By Hans Ebert
If every industry used the power of music to attract consumers, there just might be more honesty in the world that will make this a happier place- or, at least, more of a thinking person’s world, and not the vapid moment in time it can often be when one sings, “What’s it all about, Alfie?” or Peggy Lee’s sad lament, “Is that all there is?”
A few of us were talking the other night about music and how damn lucky we are to have been born at a time when so much great music was created- music that has become the soundtrack to our lives, music that has been the Voice of political change, and music that we carry with us in our hearts and minds to get us through those dark moments that can creep up on us when we allow our minds to wander off with Tom Thumb to Juarez where there are some hungry women who can sure make a mess outta you.
Music is the great leveller that brings all us together. Think about what a simple question like, “What are your five favourite songs?” can lead to. There’s an almost magical chain reaction that brings complete strangers together, helps friends know each other even better, and this simple question often leads us to a long and winding road of conversation- remember, face to face conversation as opposed to tweets and Facebook likes?- that leads us from all the different songs of the Beatles to the individual music produced by John, Paul, George and even Ringo to Dylan’s body of work, the songs of Carole King, the Eagles, Bobby Darin, Paul Simon, Prince, Don Henley, Bowie, the Stones, and all those songs that have such personal memories attached to them. Songs like “Desperado”, those very real personal stories turned into songs we can identify with by Jimmy Webb, James Taylor, Cat Stevens, Joni Mitchell and Brian Wilson plus all that Feel Good music of Young America, courtesy of Motown, and the infectious of Pop music produced by Phil Spector, and before him, the musical inventiveness of the great Les Paul.
Again, how lucky are so many of us to have grown up with so much music in our homes and with so many musical heroes- heroes some of us have met in person, and just how proud we are of those times, which can never be taken away from us. Keith, Mick, Stevie, Paul etc are mentioned like we do when mentioning friends. We might never have met them, but we know them through their music. We know them on a first name basis. “What about that Keith, man, how does he keep rocking on?” “Yeah, but what about Mick, Ronnie and Charlie?” And we’re off again sharing our favourite Stones’ songs, which, somehow, leads to Gram Parsons, Emmylou Harris, the Flying Burrito Brothers and how those wild, wild horses couldn’t drag me away.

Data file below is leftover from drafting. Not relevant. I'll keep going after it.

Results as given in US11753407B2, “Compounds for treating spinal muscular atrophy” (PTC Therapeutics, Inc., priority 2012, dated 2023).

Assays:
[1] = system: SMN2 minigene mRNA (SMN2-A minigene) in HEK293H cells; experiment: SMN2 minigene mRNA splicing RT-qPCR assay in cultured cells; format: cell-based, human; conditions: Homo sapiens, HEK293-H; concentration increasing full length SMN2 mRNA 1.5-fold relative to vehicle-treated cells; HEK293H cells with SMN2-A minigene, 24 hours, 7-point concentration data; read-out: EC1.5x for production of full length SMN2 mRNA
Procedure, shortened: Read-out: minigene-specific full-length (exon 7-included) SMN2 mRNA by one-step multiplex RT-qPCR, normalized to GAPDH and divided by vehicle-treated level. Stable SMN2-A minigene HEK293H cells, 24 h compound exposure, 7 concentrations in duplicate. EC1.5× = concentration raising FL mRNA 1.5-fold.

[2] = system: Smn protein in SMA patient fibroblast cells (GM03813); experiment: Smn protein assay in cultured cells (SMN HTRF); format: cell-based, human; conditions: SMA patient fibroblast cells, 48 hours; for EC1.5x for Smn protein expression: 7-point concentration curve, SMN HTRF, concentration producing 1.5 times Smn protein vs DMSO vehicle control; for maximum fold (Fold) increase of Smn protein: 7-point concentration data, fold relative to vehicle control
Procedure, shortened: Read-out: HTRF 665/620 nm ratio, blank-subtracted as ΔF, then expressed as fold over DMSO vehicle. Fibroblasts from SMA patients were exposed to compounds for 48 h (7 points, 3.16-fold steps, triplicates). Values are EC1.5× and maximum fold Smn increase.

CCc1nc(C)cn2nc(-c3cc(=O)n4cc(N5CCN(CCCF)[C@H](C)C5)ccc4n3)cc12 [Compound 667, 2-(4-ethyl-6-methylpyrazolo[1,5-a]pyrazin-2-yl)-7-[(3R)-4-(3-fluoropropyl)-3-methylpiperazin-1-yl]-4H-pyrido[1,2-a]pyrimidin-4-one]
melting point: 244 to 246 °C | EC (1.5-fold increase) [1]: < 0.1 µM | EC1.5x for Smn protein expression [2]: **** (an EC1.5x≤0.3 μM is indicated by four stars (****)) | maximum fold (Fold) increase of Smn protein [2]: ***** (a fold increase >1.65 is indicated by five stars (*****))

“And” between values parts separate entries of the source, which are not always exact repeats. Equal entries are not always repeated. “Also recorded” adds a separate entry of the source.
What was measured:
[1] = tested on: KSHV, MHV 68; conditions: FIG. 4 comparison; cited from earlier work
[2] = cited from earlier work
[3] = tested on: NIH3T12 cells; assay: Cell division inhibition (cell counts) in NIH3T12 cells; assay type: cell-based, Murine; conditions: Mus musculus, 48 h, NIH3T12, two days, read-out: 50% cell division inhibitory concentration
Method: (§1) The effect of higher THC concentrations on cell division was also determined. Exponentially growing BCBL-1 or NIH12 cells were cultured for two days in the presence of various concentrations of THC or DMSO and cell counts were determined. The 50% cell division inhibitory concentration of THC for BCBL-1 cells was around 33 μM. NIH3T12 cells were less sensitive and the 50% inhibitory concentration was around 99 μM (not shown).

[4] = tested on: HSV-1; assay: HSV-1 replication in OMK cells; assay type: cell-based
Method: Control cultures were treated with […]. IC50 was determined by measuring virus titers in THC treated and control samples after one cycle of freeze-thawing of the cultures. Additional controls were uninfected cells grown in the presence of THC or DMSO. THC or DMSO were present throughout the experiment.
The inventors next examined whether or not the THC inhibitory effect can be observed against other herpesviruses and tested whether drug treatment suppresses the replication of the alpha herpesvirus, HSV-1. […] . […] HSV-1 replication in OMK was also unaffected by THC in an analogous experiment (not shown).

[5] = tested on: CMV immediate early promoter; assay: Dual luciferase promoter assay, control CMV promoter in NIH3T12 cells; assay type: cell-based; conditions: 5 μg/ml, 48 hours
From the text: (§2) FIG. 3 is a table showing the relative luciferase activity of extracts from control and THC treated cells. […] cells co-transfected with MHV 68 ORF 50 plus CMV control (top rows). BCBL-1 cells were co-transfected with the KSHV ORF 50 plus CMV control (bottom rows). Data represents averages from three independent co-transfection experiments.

There’s Truth Juice in music. It’s an intangible thing- a feeling that can’t be put into words, but which we can all understand. The sharing of music is what’s the most rewarding because it brings back the art of conversation. We simply don’t talk enough, anymore. We might think we do, but messaging on WhatsApp, sending an email or tweet or posting a “like” on Facebook is void of emotion.
Frankly, there are those days when one wishes all this technology disappears and we return to a more simple time. Perhaps it’s these simpler times that made the songs so pure, so real, so much more melodic and with words that that reached heart, head and home, and musicians were real musicians.
Music, at least to me, makes us better people as it removes all the flatulent chest pounding, and pretences. In other words, music drowns out the clutter of bullshit. There might be some oneupmanship involved, but this is like playing pop trivia, and, again, a sharing of information about everything from how underrated the Zombies, the Kinks, the Animals, Nick Drake, Badfinger and Ian Matthews are to the great musicianship of Mitch Mitchell, John Martyn, Richard Thompson, and remembering the work of the hugely overlooked Buffy Saint Marie.
Like the recent passing of David Bowie, Glenn Frey, Cilla Black, Merle Haggard etc, no one lives forever and we must steel ourselves to when we have to say goodbye to many more musical heroes.
Though life will never be the same without these iconic figures around, their music and those of everyone else who left us decades earlier lives on, and for this, we must be eternally grateful.
After all, music is a language that has no barriers- only a rainbow of sounds that the politicians, the business world, and all those others who never grew up with music around them, will leave this world so much poorer.